Lead story

Uneasy calm over Gaza

by our Arab Affairs correspondent

he guns have fallen silent on the Gaza front this week while Palestinian and Israeli representatives hold indirect peace talks in Cairo. Israel withdrew its troops from the Gaza Strip on Tuesday morning as a 72-hour Egyptian-brokered ceasefire with Hamas went into effect as a first step towards a longer-term deal.

And an uneasy calm hangs over the West Bank where 10 Palestinians were killed and some 600 more were wounded last week in anti-Israeli riots in Arab East Jerusalem, Ramallah and other parts of the occupied territories.

In Cairo Egyptian mediators met a high-level Israeli delegation late on Tuesday, a day after conferring with a Palestinian delegation which included envoys from Hamas and the Islamic Jihad resistance movements. The Zionists want the complete demilitarisation of the Gaza Strip, which has been run by the Palestinian Muslim Brotherhood, Hamas, since 2007. Hamas wants Israel to free all its Palestinian prisoners and end its crippling blockade of the Strip.

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A million set to strike on 14th October

THREE major unions, GMB Unison and Unite — who together represent more than a million local government workers — have agreed to escalate their dispute over pay with a campaign running into the autumn.

The three unions have agreed that their members will run a co-ordinated strike of their local government and school members in England, Wales and the north of Ireland on Tuesday 14th October.

The strike will be just a few days before the TUC organised national demonstration on 18th October calling for decent pay.

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Editorial

No more wars!

MONDAY’S London Evening Standard carried a front page picture of Prince William and the Duchess of Cambridge standing solemnly at the Whitehall ceremony to commemorate the start of the First World War next to a splash headline: “We salute those who died for us”. How appropriate — millions of young men and some women going off to war in Europe in a fight to preserve the wealth and privilege of the British royal family and ruling class from the ambitions of the rival German royal family and ruling class.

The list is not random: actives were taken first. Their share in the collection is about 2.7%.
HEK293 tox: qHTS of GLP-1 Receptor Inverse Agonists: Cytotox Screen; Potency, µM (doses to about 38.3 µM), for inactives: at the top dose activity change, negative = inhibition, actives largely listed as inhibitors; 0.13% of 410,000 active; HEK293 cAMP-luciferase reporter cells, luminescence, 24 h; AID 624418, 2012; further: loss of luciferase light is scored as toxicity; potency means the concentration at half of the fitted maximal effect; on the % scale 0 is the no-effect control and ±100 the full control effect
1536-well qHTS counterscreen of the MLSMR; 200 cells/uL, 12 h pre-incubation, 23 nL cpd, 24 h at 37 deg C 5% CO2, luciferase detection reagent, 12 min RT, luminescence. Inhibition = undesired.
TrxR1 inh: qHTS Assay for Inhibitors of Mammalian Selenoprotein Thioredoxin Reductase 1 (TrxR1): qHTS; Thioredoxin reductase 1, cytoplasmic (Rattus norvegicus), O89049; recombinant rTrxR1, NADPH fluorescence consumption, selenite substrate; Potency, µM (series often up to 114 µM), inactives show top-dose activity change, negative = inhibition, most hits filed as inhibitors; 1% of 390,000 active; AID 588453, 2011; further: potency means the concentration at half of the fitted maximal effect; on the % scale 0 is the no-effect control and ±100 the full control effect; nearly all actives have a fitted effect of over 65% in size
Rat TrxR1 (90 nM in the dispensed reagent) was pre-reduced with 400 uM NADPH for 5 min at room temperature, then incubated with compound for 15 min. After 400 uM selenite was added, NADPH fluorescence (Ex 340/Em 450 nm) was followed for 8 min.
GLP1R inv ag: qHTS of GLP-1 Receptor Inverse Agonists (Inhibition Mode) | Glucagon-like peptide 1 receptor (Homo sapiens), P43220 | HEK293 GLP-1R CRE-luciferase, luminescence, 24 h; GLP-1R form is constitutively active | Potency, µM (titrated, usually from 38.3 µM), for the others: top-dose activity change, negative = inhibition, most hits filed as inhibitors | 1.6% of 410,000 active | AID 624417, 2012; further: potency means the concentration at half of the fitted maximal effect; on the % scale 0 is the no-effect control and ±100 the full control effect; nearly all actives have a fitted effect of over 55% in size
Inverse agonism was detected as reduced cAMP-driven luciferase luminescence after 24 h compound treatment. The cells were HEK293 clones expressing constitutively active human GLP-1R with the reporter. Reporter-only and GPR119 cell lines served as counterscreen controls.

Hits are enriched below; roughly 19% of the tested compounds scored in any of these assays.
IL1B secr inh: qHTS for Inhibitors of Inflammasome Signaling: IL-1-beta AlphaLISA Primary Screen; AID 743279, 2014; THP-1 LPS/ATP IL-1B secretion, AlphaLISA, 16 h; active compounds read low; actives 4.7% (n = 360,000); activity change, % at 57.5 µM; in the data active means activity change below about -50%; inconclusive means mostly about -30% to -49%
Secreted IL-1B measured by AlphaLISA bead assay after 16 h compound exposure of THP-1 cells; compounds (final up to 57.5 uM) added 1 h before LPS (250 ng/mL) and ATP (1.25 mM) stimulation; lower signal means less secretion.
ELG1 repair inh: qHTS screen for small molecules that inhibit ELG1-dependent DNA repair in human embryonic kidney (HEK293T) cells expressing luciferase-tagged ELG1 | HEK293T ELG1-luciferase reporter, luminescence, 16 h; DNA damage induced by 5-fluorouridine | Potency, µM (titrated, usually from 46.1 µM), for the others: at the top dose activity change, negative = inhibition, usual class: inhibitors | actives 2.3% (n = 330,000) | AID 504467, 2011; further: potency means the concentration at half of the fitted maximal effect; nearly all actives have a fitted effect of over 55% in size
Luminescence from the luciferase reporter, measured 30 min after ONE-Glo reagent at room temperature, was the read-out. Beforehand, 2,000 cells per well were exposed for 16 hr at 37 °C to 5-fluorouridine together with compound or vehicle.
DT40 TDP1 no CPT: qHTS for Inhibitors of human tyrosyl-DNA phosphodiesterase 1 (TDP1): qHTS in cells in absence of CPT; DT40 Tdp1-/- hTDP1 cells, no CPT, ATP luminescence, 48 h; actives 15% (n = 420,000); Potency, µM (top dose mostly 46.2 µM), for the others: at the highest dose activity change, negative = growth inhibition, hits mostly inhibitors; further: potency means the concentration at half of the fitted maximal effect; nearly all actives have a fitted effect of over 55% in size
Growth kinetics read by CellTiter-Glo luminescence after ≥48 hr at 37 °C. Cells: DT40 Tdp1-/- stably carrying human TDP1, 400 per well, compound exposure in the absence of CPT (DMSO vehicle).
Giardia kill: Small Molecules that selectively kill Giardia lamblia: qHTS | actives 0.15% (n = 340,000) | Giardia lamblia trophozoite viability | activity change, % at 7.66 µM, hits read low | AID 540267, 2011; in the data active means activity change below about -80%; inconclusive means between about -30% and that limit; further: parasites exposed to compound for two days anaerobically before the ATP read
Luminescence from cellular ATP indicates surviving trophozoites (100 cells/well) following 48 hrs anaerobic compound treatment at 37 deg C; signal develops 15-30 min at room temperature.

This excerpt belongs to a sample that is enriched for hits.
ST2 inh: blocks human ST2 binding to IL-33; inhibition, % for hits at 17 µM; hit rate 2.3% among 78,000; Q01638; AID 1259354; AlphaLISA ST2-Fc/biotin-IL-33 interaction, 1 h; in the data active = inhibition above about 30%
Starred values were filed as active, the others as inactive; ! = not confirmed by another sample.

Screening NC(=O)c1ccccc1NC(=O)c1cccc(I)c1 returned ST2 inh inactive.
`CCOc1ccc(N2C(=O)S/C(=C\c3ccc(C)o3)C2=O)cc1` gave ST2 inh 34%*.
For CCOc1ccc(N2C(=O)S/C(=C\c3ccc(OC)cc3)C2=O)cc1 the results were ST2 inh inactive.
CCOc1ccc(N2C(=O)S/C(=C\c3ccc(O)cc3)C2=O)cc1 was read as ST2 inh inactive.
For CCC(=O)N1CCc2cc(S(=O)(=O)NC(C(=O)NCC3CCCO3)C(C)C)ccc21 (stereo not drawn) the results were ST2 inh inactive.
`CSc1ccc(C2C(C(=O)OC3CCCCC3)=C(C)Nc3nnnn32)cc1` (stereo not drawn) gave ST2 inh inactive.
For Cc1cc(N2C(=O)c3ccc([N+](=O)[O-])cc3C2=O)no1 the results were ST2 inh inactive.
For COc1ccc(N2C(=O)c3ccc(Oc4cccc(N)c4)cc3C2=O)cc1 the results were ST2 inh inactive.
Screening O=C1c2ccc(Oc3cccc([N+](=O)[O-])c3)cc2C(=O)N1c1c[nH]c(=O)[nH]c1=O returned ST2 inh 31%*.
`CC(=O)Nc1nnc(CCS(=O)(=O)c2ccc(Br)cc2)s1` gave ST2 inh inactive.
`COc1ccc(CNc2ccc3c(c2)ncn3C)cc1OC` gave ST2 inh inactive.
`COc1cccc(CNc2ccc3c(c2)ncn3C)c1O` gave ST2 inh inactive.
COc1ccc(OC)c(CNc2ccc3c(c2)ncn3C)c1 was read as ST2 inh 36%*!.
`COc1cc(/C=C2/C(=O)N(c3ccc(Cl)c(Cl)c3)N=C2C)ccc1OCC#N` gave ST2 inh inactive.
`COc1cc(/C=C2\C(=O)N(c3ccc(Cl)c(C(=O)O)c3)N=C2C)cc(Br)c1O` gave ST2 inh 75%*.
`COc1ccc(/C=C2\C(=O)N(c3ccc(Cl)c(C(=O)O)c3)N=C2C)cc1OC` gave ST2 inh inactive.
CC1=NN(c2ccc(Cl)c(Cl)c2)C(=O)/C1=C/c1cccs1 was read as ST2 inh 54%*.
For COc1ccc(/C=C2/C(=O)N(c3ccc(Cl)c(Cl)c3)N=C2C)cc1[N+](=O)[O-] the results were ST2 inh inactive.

The recognised start of the war was the assassination of the Archduke Ferdinand in Sarajevo but we all know that was just the trigger to let off tensions that had been rising between rival capitalist empires seeking to stake out control of vast swathes of the world for sources of raw materials and cheap labour and markets to sell their manufactured commodities to.

Britain and France already had vast empires in Africa and Asia. Germany had some parts of Africa but not enough to satisfy its new burgeoning industrial sector. So it was impatient to go to war with its neighbours and carve out a bit more of the world for itself. It was held back for a while by a shortage of nitrates — the basis of most explosives at the time. The biggest world source of nitrates was rich deposits of guano (bird droppings) in Chile and importing the stuff from Chile was difficult while Britain’s Royal Navy “ruled the waves”.

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